The political situation in Cambodia continues to deteriorate to the point that the majority of the officials of the main opposition party, now dissolved, had to flee the country, making free and fair elections in 2018 highly unlikely. In the Philippines, a democratically elected leader continues to subvert democratic principles and processes to consolidate political power in the office of the president, not to mention the abuses of basic rights in the war on drugs. Religious extremism and economic protectionism are on the rise in Indonesia, Malaysia and Myanmar, and this impinges on these countries' ability to foster good governance and democratic consolidation. The date of Thailand's election remains unclear, and there are increasing concerns about the willingness of the military junta to transfer political power to a civilian government.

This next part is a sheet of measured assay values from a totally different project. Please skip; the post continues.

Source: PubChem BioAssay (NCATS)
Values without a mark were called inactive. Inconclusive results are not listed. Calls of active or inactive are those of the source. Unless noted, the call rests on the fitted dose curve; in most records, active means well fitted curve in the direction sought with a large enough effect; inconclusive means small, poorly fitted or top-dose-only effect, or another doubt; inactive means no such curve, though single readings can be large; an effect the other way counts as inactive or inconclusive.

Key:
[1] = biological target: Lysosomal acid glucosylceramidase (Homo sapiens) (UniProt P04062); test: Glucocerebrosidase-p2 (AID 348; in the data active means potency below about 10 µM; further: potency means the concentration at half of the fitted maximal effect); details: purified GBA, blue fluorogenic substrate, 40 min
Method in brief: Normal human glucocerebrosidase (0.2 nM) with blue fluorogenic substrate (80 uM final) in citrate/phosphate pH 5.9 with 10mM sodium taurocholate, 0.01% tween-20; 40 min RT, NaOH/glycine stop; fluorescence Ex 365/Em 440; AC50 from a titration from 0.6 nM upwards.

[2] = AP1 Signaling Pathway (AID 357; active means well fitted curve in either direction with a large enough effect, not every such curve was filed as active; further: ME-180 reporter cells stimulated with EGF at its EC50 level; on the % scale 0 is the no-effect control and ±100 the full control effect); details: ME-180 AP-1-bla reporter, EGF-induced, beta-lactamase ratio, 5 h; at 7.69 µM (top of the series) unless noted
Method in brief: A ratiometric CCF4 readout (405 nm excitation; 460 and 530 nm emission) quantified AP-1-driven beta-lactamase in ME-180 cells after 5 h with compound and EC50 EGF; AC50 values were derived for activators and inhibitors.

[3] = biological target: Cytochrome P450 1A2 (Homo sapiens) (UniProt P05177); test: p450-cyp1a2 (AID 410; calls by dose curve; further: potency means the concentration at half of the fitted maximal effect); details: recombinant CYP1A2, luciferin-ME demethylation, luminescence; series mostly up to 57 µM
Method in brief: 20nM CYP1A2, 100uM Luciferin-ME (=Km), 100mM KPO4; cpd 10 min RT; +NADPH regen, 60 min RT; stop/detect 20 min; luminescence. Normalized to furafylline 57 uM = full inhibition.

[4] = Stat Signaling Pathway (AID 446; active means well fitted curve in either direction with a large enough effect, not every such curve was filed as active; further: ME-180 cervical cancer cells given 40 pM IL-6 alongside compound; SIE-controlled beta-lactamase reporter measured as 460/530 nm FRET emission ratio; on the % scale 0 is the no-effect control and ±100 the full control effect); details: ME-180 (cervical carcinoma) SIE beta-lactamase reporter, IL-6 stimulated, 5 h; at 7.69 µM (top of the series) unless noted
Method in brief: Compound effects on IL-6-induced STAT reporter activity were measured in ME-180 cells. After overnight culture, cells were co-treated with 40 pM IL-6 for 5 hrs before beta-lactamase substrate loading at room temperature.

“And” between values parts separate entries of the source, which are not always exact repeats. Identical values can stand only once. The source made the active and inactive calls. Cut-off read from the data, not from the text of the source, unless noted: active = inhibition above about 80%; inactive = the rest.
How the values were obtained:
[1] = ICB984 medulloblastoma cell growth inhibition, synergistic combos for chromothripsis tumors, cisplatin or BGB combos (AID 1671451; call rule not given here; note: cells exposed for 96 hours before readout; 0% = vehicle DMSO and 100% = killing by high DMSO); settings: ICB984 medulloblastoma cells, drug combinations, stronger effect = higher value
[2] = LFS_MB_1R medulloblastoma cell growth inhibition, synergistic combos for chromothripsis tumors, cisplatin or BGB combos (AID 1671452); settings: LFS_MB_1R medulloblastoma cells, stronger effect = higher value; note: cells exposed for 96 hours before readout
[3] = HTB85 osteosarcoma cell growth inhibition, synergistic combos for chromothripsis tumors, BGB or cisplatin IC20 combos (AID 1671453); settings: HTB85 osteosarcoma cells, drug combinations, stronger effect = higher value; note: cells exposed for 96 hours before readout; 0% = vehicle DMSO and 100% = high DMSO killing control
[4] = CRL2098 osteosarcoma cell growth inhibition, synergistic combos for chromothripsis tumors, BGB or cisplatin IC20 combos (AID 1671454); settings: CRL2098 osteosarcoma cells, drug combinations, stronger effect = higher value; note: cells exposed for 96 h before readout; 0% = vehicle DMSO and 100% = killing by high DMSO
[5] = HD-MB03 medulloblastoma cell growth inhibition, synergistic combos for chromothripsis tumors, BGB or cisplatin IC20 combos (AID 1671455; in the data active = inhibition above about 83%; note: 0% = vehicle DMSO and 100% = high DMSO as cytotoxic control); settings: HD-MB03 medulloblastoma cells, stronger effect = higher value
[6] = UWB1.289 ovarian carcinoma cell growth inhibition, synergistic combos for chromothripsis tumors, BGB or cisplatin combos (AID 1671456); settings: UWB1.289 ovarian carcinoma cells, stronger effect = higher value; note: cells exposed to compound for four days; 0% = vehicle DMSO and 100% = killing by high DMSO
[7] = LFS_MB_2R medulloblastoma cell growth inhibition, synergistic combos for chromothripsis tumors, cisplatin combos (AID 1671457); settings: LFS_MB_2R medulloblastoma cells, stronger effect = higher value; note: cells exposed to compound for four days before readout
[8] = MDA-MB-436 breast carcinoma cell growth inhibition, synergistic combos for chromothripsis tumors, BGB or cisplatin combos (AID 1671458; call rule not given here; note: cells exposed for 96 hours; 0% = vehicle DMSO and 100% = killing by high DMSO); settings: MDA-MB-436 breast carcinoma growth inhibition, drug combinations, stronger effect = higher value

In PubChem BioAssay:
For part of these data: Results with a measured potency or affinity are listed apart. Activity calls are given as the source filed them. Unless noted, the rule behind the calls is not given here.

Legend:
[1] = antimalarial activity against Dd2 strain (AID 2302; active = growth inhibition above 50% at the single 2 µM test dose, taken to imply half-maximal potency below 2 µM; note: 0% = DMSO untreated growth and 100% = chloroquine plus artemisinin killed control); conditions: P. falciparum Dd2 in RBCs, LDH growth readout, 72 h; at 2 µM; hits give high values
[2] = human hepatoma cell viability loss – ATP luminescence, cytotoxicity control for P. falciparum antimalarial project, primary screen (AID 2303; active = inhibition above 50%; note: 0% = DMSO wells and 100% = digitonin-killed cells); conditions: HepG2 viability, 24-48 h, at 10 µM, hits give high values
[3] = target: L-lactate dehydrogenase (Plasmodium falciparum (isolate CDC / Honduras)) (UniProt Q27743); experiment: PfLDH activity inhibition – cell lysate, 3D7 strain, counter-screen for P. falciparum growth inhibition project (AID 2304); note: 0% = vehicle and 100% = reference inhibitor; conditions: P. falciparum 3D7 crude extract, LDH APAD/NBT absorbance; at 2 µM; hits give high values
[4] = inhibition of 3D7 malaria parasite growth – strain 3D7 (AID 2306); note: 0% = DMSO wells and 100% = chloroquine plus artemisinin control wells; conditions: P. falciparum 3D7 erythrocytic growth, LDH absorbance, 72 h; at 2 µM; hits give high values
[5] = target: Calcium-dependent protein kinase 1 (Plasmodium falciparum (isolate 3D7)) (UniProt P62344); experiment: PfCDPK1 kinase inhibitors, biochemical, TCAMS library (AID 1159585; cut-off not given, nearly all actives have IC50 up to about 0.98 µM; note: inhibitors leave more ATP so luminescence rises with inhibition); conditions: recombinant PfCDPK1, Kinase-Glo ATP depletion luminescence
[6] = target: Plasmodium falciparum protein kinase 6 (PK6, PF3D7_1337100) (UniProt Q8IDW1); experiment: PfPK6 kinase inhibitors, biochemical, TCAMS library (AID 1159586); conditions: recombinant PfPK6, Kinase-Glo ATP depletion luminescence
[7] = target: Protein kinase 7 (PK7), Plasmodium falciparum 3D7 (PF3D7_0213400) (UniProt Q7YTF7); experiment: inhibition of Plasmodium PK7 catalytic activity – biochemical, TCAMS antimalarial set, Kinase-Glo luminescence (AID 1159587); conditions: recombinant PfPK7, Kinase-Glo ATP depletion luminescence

All throughout Asia, human rights violations are still prevalent, and Liberals and Democrats are still struggling to combat fake news and misinformation as they try to address these issues. Moreover, the abuses of rights and threats to democracy are not only coming from old-style dictatorship but from popularly elected leaders as well.

CALD is concerned that this growing trend will continue to create a space that constricts political participation and weaken civil and political liberties, further damaging past democratic gains in the region. We stand against, and shall continue to fight, in a non-violent manner, the threats to democracy that continue to plague the political landscape.